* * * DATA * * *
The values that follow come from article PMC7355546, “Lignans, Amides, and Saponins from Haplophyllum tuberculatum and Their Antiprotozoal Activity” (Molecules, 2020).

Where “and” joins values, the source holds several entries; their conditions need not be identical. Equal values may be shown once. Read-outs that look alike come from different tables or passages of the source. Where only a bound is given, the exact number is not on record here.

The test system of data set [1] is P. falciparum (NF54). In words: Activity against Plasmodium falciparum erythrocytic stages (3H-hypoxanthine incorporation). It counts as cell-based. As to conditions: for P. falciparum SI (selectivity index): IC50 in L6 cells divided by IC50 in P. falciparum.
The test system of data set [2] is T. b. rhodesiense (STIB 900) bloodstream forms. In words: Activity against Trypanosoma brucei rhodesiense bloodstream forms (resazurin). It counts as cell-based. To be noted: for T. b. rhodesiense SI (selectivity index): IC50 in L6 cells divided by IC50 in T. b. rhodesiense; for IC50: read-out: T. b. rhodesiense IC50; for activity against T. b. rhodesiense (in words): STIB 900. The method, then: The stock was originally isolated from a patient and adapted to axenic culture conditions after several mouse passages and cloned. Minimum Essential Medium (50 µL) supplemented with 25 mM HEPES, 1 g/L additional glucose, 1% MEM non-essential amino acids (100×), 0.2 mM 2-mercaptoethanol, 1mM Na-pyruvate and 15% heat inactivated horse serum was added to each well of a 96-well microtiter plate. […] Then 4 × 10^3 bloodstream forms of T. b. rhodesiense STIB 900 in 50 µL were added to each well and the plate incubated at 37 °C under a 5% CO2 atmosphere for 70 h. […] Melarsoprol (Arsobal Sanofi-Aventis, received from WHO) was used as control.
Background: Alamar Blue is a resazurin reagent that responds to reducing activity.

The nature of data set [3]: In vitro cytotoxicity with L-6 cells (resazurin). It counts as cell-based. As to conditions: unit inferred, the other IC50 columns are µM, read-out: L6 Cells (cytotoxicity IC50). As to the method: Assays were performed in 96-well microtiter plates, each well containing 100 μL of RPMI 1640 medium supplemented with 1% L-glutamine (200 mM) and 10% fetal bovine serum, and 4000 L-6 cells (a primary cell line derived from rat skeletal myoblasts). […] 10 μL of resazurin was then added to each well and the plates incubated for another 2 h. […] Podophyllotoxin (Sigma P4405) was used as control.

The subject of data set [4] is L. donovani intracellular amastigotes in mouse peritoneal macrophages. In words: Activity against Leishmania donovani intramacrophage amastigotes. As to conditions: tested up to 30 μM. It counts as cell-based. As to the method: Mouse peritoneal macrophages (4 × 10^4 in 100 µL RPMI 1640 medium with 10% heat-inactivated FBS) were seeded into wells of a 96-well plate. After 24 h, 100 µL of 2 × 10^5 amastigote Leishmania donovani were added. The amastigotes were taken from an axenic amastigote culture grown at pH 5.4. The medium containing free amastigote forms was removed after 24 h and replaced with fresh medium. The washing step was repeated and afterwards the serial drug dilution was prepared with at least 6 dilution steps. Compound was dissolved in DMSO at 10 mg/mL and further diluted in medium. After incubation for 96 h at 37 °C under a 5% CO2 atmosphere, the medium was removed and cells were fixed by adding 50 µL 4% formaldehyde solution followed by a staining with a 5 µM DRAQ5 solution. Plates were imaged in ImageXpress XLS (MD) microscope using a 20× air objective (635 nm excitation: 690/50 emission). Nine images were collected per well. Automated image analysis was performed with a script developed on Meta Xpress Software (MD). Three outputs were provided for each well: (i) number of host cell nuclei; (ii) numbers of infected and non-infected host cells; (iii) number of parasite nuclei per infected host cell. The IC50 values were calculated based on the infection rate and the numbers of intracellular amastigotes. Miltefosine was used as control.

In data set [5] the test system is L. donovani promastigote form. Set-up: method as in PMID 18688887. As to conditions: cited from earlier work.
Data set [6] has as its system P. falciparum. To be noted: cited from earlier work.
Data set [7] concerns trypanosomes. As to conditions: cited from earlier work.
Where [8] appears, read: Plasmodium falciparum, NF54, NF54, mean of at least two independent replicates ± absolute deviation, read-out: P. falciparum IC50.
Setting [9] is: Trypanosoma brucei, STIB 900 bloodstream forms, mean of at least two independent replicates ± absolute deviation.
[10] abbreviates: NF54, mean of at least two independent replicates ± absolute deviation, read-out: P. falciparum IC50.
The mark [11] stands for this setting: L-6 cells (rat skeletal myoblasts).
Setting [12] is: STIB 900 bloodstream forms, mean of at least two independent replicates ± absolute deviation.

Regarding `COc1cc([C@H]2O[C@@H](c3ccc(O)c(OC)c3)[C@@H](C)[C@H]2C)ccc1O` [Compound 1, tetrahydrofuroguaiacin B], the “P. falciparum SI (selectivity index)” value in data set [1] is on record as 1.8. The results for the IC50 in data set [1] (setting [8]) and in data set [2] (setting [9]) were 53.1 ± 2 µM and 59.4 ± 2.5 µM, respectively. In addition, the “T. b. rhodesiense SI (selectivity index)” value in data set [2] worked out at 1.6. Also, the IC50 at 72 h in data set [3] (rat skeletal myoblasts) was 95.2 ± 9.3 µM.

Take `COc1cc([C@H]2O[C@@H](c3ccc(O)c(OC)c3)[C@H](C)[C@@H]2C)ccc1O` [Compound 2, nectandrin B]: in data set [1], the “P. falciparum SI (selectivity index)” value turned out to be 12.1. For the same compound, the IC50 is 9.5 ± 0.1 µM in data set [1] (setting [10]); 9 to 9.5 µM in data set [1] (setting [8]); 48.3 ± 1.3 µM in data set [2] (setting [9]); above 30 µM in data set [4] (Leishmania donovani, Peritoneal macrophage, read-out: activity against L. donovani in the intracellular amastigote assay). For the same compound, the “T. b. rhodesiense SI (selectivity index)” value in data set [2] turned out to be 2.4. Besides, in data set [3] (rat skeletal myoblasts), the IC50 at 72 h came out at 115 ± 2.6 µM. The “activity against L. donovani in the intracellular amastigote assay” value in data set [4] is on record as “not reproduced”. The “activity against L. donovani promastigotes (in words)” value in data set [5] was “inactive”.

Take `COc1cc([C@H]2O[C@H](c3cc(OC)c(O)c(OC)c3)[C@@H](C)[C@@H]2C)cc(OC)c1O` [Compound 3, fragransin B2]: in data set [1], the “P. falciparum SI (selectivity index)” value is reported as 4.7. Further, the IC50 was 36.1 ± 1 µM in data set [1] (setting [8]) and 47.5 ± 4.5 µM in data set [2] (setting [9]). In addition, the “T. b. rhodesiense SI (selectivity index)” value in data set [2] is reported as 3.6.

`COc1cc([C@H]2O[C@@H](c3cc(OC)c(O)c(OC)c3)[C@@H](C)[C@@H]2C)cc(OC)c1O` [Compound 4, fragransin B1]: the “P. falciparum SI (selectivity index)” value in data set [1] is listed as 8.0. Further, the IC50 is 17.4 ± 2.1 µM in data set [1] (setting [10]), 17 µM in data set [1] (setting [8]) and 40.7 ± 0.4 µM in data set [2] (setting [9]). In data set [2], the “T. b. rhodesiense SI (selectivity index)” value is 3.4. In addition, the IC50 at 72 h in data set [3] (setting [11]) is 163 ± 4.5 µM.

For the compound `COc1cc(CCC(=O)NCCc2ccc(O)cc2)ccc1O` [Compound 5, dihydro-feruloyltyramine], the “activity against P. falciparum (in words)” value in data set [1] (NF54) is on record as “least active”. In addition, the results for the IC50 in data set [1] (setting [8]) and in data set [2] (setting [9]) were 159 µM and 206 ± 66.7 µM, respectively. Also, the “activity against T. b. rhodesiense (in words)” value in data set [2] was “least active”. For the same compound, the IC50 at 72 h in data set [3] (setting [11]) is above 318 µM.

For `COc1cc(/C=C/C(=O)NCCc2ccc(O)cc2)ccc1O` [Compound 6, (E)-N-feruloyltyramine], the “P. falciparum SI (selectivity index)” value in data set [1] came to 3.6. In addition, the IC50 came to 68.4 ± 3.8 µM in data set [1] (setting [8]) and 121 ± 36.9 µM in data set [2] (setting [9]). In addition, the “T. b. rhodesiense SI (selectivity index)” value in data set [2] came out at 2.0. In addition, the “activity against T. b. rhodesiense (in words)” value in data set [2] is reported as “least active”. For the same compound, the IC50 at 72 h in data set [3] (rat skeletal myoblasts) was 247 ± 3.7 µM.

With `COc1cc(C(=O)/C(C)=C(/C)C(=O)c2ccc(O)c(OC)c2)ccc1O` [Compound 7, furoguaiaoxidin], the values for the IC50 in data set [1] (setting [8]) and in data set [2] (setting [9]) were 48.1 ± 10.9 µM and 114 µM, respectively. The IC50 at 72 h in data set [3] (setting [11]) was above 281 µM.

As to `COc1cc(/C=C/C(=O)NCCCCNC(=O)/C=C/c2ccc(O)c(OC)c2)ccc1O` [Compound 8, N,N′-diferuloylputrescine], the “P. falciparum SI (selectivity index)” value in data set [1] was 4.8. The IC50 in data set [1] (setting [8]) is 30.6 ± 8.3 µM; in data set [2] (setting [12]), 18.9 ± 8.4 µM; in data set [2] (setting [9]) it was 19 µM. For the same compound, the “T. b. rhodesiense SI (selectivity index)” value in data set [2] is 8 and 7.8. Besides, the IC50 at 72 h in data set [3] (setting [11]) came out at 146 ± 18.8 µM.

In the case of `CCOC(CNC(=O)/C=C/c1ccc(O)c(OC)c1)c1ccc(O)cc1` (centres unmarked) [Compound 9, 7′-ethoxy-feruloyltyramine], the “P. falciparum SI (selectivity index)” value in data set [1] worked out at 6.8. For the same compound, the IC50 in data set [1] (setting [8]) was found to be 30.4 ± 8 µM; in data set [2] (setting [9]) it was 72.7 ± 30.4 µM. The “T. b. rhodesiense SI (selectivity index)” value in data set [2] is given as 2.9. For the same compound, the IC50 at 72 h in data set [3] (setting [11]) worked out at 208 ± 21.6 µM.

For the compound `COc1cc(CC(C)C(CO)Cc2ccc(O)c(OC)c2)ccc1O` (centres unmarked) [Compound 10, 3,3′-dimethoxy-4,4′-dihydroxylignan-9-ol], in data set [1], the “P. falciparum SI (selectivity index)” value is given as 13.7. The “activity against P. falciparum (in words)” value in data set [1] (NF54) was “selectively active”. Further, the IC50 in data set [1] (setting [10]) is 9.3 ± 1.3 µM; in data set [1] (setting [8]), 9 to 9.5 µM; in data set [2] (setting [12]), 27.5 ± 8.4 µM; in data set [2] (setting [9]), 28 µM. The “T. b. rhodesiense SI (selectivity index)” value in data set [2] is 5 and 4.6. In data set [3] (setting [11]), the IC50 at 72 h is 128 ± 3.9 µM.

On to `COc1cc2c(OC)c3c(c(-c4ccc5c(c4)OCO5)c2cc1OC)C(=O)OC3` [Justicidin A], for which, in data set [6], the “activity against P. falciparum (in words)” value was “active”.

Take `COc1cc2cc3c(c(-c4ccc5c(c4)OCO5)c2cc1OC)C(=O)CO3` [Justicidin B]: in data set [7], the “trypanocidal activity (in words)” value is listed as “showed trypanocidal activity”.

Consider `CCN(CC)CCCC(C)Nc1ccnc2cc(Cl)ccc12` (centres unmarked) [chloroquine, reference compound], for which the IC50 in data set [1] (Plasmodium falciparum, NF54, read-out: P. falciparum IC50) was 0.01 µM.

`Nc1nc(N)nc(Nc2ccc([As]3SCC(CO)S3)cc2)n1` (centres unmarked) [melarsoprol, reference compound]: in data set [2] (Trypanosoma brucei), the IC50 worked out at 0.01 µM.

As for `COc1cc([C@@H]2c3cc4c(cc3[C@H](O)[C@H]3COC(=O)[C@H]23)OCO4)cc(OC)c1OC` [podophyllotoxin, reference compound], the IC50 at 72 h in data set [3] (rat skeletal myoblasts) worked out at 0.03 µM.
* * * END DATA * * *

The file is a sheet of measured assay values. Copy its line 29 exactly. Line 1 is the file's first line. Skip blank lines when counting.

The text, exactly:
`Nc1nc(N)nc(Nc2ccc([As]3SCC(CO)S3)cc2)n1` (centres unmarked) [melarsoprol, reference compound]: in data set [2] (Trypanosoma brucei), the IC50 worked out at 0.01 µM.